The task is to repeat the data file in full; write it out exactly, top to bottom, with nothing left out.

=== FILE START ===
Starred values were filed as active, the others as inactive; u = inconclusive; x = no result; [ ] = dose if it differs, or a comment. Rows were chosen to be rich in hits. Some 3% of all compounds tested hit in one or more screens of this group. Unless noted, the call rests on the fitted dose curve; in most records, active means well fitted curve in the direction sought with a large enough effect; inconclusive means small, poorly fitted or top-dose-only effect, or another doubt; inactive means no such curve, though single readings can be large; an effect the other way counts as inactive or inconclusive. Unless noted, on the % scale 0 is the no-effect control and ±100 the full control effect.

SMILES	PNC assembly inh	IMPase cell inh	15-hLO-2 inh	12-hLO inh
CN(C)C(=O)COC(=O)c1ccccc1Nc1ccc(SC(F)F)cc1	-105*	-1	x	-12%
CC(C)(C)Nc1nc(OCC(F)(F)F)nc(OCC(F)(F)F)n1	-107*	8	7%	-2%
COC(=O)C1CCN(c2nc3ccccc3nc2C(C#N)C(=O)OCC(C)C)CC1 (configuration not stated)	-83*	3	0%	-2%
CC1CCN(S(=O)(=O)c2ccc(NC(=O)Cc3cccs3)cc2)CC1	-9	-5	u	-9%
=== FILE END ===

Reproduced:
Starred values were filed as active, the others as inactive; u = inconclusive; x = no result; [ ] = dose if it differs, or a comment. Rows were chosen to be rich in hits. Some 3% of all compounds tested hit in one or more screens of this group. Unless noted, the call rests on the fitted dose curve; in most records, active means well fitted curve in the direction sought with a large enough effect; inconclusive means small, poorly fitted or top-dose-only effect, or another doubt; inactive means no such curve, though single readings can be large; an effect the other way counts as inactive or inconclusive. Unless noted, on the % scale 0 is the no-effect control and ±100 the full control effect.

SMILES	PNC assembly inh	IMPase cell inh	15-hLO-2 inh	12-hLO inh
CN(C)C(=O)COC(=O)c1ccccc1Nc1ccc(SC(F)F)cc1	-105*	-1	x	-12%
CC(C)(C)Nc1nc(OCC(F)(F)F)nc(OCC(F)(F)F)n1	-107*	8	7%	-2%
COC(=O)C1CCN(c2nc3ccccc3nc2C(C#N)C(=O)OCC(C)C)CC1 (configuration not stated)	-83*	3	0%	-2%
CC1CCN(S(=O)(=O)c2ccc(NC(=O)Cc3cccs3)cc2)CC1	-9	-5	u	-9%